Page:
The US military depends on information as a key part of its competitive advantage. Operation Desert Storm was an object lesson in the critical importance of information in warfare, in that it demonstrated the DoD's ability to obtain and use information effectively while preventing Iraq from obtaining and using comparable information. This object lesson was observed and understood by other nations and organizations, but they also observed that the US did not protect the massive information infrastructure it mobilized for the Gulf War against disruption. If the US military is to maintain a competitive advantage in future conflicts, then the Defense Information Infrastructure (DII) upon which the US military depends must be protected commensurate with its criticality. This analysis shows that:
* The DoD is highly dependent on the accuracy and availability of information. * The DoD is dependent on the DII for information services. * The DII is highly vulnerable to accidental and intentional disruption. * These vulnerabilities are commonly known and widely publicized. * Many individuals, groups, and nations have demonstrated disruption capabilities. * The DoD's current ability to respond to disruption of DII functions is inadequate.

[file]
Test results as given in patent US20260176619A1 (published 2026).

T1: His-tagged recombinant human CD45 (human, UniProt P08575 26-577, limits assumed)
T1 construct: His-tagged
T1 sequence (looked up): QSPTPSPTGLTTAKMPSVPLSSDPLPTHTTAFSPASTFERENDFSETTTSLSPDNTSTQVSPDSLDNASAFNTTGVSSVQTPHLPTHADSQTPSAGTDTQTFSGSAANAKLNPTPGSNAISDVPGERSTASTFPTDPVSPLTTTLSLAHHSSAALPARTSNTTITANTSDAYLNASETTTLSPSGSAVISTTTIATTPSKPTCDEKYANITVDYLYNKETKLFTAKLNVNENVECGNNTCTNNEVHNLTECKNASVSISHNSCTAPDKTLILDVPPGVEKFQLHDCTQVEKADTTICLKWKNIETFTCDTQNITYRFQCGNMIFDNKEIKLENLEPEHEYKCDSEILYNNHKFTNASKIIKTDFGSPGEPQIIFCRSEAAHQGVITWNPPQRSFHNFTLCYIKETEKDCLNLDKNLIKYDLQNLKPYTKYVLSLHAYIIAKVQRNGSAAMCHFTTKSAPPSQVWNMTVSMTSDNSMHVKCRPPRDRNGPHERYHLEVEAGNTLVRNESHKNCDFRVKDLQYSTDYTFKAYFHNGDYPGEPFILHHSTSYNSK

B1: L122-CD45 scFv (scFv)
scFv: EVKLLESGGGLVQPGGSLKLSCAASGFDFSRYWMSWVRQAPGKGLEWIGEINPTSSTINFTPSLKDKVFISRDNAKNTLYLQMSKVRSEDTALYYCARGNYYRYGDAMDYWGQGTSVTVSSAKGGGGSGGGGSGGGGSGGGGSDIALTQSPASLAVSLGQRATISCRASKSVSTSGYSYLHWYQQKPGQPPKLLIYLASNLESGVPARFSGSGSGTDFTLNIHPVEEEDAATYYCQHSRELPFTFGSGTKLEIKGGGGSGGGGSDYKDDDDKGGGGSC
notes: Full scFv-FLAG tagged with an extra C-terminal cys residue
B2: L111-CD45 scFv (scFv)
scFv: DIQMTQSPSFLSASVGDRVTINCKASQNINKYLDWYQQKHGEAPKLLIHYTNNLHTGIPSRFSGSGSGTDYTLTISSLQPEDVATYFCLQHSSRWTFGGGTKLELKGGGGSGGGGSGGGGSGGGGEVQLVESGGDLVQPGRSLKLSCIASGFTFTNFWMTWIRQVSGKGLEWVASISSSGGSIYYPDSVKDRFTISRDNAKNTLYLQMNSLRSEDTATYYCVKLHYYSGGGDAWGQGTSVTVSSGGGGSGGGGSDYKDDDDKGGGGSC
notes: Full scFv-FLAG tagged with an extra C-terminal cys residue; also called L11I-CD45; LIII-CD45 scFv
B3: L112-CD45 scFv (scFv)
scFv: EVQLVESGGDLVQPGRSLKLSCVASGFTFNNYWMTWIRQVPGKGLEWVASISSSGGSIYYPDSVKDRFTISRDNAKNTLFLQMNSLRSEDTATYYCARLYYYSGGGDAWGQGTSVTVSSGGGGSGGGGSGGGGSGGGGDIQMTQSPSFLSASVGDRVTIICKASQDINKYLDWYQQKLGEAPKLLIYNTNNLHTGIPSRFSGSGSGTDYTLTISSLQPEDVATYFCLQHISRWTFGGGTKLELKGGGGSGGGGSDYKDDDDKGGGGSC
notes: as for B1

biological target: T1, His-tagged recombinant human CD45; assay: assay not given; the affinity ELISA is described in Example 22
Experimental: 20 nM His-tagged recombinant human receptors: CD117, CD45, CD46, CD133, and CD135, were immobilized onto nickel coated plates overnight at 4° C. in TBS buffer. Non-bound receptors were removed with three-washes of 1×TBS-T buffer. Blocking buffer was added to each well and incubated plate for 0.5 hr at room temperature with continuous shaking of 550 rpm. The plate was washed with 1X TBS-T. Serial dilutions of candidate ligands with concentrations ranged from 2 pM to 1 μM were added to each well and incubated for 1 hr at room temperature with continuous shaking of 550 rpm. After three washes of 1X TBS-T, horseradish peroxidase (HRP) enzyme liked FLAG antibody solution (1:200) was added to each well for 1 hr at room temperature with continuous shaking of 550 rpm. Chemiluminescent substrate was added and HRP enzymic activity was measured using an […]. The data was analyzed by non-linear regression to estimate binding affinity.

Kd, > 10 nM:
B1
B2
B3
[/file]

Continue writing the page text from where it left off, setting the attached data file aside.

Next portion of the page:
If the Department of Defense is to maintain operational readiness and fulfill its national security responsibilities, the information infrastructure upon which it depends for information services must be strengthened against accidental and intentional events that lead to disruption (corruption of information or denial of services).
In order to sustain US military capabilities, the following information assurance (availability of services and integrity of information) considerations must be given priority attention.
* Information assurance should be recognized and treated as a critical readiness issue. * Defensive information warfare policy, doctrine, strategy, tactics, techniques, and procedures should be developed. * Infrastructure design is different than systems design and should be treated as such. * Existing technical and human vulnerabilities should be addressed. * Information assurance standards, technologies, tools, and guidelines should be developed. * Top level technical management of information assurance should be improved. * Real-time control mechanisms to enhance information assurance should be developed. * Testing programs should be created and used to enhance assurance. * Flexible, automated, prioritized responses to disruption should be implemented. * Information assurance knowledge should be reduced to a usable and teachable form. * Information workers should begin to train as defensive information warriors. * Readiness exercises and war games for defensive information warfare should begin.
Information assurance for the DII must also be cost effective. This analysis shows that the costs associated with these tasks will increase dramatically over time if the DoD does not act now. Furthermore, the efforts made to protect the DII will provide widespread benefits to US commercial industries.
By the timely reinvestment of a small portion of the savings that will be gained from the current consolidation and migration to standard information and communication systems, the US will avoid enormous future expenses, mitigate possibly catastrophic military consequences, and enhance its national competitive edge for years to come.